Why it pays to be grumpy at work…

I should warn you that this post comes with some rather depressing statistics that may well dampen your sunny disposition. But, it may also increase your earnings and lengthen your life. Swings and roundabouts etc, etc…

It turns out we’ve been recruiting incorrectly all along.

Instead of welcoming in those (and possible having preference towards) potential recruits who enter the interview room with a wide smile and welcoming demeanor, we should in fact be looking for that rather gruff, down in the mouth and unimpressed individual who may, or may not, be simmering with latent anger…

OK, so perhaps I’m slightly over-egging the pudding for dramatic purposes, but after reading a recent article from the BBC ‘Why it pays to be grumpy and bad-tempered’ there is apparently some truth in why being or employing a miser could be the answer to a more prosperous career and life.

Yep, it turns out that the time is now to throw away your rose-tinted spectacles and instead adopt a glass half-empty outlook.

According to the BBC article, cranks may be superior negotiators, more discerning decision-makers and cut their risk of having a heart attack (although I’m unsure if ‘tendency towards anger’ yet features on a health insurance questionnaire). Cynics can also apparently expect more stable marriages, higher earnings and longer lives – though, of course, they’ll anticipate the opposite.

Happiness functions like a shorthand signal that we’re safe and it’s not necessary to pay too much attention to the environment,” says Joseph Forgas, who has been studying how emotions affect our behaviour for nearly four decades. Those in a continuous happy haze may miss important cues. Instead, they may be over-reliant on existing knowledge – leaving them prone to serious errors of judgement.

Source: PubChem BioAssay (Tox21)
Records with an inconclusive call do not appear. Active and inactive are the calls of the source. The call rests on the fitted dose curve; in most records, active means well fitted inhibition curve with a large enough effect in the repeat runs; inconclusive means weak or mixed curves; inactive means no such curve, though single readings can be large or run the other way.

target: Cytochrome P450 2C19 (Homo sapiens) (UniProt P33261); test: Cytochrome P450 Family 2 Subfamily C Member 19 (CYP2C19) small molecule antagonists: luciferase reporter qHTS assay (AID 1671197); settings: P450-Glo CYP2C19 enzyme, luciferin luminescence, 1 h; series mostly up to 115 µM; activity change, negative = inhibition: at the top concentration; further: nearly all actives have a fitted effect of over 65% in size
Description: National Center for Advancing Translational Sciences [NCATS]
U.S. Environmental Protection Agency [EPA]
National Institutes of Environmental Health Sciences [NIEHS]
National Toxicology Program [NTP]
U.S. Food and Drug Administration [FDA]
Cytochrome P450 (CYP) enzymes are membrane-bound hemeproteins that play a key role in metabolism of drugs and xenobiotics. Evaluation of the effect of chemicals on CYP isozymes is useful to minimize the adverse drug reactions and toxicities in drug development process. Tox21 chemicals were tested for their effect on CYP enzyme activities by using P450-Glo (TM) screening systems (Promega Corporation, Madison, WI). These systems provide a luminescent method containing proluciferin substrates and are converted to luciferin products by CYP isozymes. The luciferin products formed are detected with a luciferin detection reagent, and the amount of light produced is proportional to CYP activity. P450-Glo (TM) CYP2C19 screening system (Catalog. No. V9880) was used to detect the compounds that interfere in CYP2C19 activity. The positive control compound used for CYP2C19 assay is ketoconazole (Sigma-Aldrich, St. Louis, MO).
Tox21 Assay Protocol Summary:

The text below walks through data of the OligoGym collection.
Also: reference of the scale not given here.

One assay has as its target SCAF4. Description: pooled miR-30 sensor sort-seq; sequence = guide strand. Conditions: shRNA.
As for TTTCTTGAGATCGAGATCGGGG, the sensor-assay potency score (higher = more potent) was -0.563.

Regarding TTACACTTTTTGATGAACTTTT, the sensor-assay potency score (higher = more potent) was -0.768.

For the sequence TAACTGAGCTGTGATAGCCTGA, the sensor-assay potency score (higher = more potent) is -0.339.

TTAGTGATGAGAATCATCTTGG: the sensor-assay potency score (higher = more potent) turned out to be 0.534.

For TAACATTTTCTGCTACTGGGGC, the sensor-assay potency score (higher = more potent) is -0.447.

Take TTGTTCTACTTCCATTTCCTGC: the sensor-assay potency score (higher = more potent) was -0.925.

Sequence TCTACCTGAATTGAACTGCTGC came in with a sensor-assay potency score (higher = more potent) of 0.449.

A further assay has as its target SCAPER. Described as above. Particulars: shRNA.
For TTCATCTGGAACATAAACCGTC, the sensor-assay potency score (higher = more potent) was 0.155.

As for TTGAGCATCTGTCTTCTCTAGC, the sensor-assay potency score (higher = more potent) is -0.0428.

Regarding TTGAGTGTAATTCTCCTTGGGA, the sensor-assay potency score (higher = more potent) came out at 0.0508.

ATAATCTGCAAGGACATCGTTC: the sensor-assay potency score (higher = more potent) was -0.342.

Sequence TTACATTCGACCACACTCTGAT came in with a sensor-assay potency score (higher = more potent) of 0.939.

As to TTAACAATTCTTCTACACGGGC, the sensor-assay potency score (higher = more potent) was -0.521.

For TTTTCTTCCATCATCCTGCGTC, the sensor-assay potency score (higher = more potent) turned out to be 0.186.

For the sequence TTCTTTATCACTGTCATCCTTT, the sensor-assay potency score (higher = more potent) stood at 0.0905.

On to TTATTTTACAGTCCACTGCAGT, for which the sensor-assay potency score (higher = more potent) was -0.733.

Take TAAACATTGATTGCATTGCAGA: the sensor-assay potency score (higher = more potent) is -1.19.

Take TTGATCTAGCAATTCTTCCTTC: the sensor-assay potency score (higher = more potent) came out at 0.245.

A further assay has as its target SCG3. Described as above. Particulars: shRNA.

According to the article, we should all be applying “defensive pessimism” something that involves employing Murphy’s Law, the cosmic inevitability that whatever can go wrong, will go wrong. By anticipating the worst, you can be prepared when it actually happens. Which reminds me some other great advice from a great book I read last year: Chris Hadfield’s “An Astronaut’s Guide to Life”. An overarching NASA philosophy is to “sweat the small stuff” – prepare for the worst and embrace the “power of negative thinking”.

To give you a better understanding, it works like this. Let’s say you’re giving a talk at work. All you have to do is think of the worst possible outcomes – tripping up on your way to the stage, losing the memory stick which contains your slides, computer difficulties, awkward questions (truly accomplished pessimists will be able to think of many, many more) – and hold them in your mind. Next you need to think of some solutions.

Only the paranoid survive, as they say.

When I considered the article after reading it, I could actually see some sense. For example, the article points out that anger as an emotion can actually bring out a hugely creative side to us; From Newton’s obsessive grudges to Beethoven’s tantrums – which sometimes came to blows – it seems as though visionary geniuses often come with extremely short tempers.